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Ukraine war

NATO eyes warning to China against aiding Moscow

Bloc must send 'clear, polite message' at Thursday summit: Lithuanian diplomat

NATO Secretary-General Jens Stoltenberg. The alliance will begin an extraordinary meeting on March 24. (Photo courtesy of NATO)

BRUSSELS -- NATO members are debating how best to express concern over possible Chinese cooperation with Russia in a joint statement after an extraordinary summit Thursday, amid fears that military and financial support from Beijing could reinvigorate Moscow's offensive in Ukraine.

A European diplomat with direct knowledge of the draft process said that "the joint communique will mention concerns about China's potential military support to Russia." Talks are ongoing about whether it will include language regarding consequences for any such actions, the diplomat said.

If Beijing intends to cooperate with Moscow, "we need to send a very clear, polite message to China that it's a mistake" and that it would "harm our relationship," Deividas Matulionis, Lithuania's permanent representative to NATO, told Nikkei on Monday. “It’s realistic that there will be some coverage in the [NATO leaders joint] statement of that,” he added. 

"There is no disagreement" within the bloc on this issue, "because an aggressor is an aggressor, and who supports an aggressor then becomes an accomplice of the aggressor," Matulionis said.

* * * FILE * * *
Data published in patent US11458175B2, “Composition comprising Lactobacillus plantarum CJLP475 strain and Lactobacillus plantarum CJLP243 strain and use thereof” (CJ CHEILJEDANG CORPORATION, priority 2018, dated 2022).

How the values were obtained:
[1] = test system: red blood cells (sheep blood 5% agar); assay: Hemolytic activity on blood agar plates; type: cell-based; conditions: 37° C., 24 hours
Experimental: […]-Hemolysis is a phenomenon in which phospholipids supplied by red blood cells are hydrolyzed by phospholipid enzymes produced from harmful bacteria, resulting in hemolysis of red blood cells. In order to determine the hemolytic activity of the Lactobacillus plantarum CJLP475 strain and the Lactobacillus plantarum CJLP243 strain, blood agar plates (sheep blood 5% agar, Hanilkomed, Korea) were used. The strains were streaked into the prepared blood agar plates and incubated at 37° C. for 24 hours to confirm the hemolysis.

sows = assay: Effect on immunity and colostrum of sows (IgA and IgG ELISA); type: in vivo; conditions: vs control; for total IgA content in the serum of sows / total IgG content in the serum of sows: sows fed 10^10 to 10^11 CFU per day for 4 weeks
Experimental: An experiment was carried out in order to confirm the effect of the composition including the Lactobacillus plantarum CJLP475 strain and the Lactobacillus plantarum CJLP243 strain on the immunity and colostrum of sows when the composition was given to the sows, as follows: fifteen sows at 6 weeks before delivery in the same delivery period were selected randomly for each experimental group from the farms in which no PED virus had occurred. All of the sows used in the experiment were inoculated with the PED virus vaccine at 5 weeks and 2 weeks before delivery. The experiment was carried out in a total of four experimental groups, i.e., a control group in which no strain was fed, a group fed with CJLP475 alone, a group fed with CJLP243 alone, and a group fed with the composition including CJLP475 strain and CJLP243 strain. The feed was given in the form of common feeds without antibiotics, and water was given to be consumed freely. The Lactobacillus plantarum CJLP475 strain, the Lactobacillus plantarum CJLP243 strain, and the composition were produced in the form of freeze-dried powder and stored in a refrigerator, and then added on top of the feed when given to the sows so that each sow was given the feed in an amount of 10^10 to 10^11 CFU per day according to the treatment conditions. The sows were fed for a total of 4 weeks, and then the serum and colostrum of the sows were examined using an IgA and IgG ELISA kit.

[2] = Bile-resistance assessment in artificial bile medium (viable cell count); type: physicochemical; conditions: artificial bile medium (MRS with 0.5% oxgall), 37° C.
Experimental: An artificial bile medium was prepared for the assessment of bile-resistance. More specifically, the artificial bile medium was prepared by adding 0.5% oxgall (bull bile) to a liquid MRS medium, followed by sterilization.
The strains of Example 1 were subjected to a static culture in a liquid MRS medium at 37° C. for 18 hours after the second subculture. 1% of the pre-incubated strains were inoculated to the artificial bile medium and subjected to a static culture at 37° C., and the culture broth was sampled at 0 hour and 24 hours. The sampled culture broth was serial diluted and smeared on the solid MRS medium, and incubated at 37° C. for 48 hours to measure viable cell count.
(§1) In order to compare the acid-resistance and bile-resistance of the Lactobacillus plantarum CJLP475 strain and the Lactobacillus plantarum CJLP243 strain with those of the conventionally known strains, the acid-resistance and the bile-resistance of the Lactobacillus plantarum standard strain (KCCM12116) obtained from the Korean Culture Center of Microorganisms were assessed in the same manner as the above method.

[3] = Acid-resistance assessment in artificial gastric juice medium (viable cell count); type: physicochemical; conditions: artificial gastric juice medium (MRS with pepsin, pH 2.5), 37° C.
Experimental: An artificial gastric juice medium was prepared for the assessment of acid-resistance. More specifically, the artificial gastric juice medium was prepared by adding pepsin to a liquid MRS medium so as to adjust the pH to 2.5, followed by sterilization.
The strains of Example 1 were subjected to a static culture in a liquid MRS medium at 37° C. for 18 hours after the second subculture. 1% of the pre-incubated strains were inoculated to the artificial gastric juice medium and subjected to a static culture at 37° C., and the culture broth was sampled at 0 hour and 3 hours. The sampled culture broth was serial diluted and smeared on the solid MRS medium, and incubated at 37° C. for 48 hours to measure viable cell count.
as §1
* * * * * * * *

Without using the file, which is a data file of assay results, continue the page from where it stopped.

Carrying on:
The alliance is expected to reaffirm its unified stance against Russia over the invasion and set out additional support for Ukraine. The leaders of the U.S., the U.K., France, Germany and Italy held a call Monday ahead of the meeting, confirming plans to continue providing security assistance to Kyiv.

Washington in particular has been alarmed by the prospect of Beijing giving Moscow military support and is looking to pressure China to keep its distance.

In a video call Friday, U.S. President Joe Biden warned Chinese counterpart Xi Jinping that Beijing would face consequences should it choose to help Moscow, hinting at the possibility of sanctions, but Xi offered no commitments.

The call followed news that the Biden administration learned that China had signaled willingness to provide military assistance to Russia at Moscow's request. Washington informed allies about this through diplomatic cables, likely in a bid to check Beijing while also laying a foundation for closer cooperation between the U.S. and Europe.

A joint communique issued after last June's regular NATO summit suggested that the bloc considers China a long-term rival, saying that its "stated ambitions and assertive behavior present systemic challenges to the rules-based international order and to areas relevant to Alliance security."

Beijing's deepening partnership with Russia against the backdrop of the Ukraine invasion may make it a short-term security threat as well.

If Washington does take action against Beijing, broad cooperation will be key to success. But this could prove tougher to achieve than with the Russia sanctions, as many European and Asian countries have close economic ties with China.

The NATO alliance was formed in 1949 to counter the threat of the then-Soviet Union. Now, not only is its ability to meet the threat of Russia being tested, but its ability to counter China is being tested as well.

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